The Harper government is trying to prevent close public scrutiny of the changes it has unilaterally made to our election legislation in its Fair Elections Act and that is cause for deep concern.
Election rules are fundamental to our democracy and should only be changed after extensive consultation with all parties and election experts and the Canadian people. The act should then be openly debated clause by clause in Parliament so everyone is fully aware of its impact on our democracy.
Instead, Harper is trying to keep it under the radar.
He introduced the act when he knew Canadians were distracted by the Olympics and then he limited debate on it in Parliament. The Harper government refuses to hold Canada-wide hearings on it, saying such a public review of this important legislation would be a “gong show.” This shows great disrespect for all Canadians and our democratic process.
The act needs close scrutiny. According to the new legislation, voter vouching is no longer allowed, which could have the effect of disenfranchising certain segments of our population, including students. Spending limits have also been unilaterally changed and require careful examination to ensure they don’t confer a hidden benefit on any one party.
Harper has made no secret of his disdain for Elections Canada, which is disturbing. When he was president of the National Citizen’s Coalition (NCC), he fought with Elections Canada and called them “jackasses” because their electoral laws limited third-party spending on political advertising. He fought those limits right up to the Supreme Court, which ruled against the NCC, deeply frustrating Harper.
In the new act, Harper has stripped the chief electoral officer of most of his duties, including conducting investigations into voter fraud, which has been given to a commissioner.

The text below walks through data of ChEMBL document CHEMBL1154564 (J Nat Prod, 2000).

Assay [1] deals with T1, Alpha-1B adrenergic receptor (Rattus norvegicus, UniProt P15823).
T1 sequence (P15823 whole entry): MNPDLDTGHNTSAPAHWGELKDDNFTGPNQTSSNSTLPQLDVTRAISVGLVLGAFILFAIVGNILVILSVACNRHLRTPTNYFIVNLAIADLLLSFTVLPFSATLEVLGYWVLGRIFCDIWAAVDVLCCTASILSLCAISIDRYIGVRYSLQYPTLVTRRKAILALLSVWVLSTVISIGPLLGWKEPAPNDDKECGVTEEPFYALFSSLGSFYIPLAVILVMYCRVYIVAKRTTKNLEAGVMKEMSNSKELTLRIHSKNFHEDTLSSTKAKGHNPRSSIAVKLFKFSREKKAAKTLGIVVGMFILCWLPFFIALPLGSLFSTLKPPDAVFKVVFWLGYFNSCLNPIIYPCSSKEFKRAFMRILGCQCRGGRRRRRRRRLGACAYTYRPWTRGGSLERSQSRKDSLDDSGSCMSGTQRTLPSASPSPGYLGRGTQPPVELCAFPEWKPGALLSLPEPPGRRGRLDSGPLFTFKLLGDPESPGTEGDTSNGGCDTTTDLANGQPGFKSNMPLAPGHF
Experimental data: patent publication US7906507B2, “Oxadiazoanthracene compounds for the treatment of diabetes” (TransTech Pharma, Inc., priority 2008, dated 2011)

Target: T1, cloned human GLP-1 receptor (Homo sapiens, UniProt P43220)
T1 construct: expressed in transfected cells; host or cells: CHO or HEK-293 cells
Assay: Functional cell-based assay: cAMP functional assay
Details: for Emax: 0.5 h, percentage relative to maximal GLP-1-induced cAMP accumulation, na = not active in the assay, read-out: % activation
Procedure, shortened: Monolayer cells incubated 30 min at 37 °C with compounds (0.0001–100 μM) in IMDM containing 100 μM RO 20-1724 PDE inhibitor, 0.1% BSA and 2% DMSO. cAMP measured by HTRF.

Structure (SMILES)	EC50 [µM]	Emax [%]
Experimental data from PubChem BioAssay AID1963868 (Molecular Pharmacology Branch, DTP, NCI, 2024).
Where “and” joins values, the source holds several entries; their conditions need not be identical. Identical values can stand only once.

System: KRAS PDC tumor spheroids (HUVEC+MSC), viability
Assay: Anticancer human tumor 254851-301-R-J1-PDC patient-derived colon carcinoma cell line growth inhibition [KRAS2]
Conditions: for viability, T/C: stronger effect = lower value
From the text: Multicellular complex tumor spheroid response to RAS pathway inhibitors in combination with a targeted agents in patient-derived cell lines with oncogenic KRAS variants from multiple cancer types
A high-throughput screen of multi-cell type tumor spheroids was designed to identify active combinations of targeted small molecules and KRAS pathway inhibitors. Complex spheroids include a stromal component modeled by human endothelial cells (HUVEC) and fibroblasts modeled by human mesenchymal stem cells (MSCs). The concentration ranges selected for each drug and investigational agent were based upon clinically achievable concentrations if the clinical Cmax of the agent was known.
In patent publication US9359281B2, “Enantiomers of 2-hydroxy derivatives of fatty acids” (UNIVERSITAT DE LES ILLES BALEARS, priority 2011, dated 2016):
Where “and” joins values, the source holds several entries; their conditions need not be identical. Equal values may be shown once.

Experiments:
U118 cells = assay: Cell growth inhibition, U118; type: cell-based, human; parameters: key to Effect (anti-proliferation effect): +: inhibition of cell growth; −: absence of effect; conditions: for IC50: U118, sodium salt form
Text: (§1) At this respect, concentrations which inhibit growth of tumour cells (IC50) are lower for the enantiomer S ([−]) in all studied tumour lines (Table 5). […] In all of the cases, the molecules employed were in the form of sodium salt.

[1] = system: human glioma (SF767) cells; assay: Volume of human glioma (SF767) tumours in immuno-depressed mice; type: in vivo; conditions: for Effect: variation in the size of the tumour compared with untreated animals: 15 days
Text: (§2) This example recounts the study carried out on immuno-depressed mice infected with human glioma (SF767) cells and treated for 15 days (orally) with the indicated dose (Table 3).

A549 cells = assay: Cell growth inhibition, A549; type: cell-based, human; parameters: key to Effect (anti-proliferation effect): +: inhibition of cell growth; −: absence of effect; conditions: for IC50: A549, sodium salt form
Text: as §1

The commissioner reports to the director of public prosecutions, and he answers to the justice minister, who happens to be a member of the ruling party.
This raises the possibility of political interference in investigations.
This should be very alarming to all Canadians, particularly since the Conservatives are under suspicion for possibly playing a role in the 2011 robocalls scandal, which is currently being investigated. Under Harper’s new rules, the public wouldn’t even be allowed to know an investigation into possible voter fraud was taking place.
During the bill’s limited Parliamentary debate, Conservative MP Brad Butt justified the new legislation by twice telling the House he had personally witnessed discarded voter cards being collected which were then used to commit voter fraud.
After the bill passed, he admitted to Parliament that he “misspoke” and had never witnessed any such acts.
Why is Harper still allowing this MP to sit as one of the Conservative members entrusted to review the election act in committee?
As prime minister of Canada, Stephen Harper should be the foremost guardian of our democratic rights. Instead, he is undermining our democracy by refusing to
hold cross-Canada hearings which would allow extensive public scrutiny, understanding and news coverage of the terms of the Fair Elections Act.
In Harper’s own words in 2006, “You won’t recognize Canada when I get through with it.” He’s right. Our Canada is changing, and not for the better.
Eleanor Clouter writes from St John’s.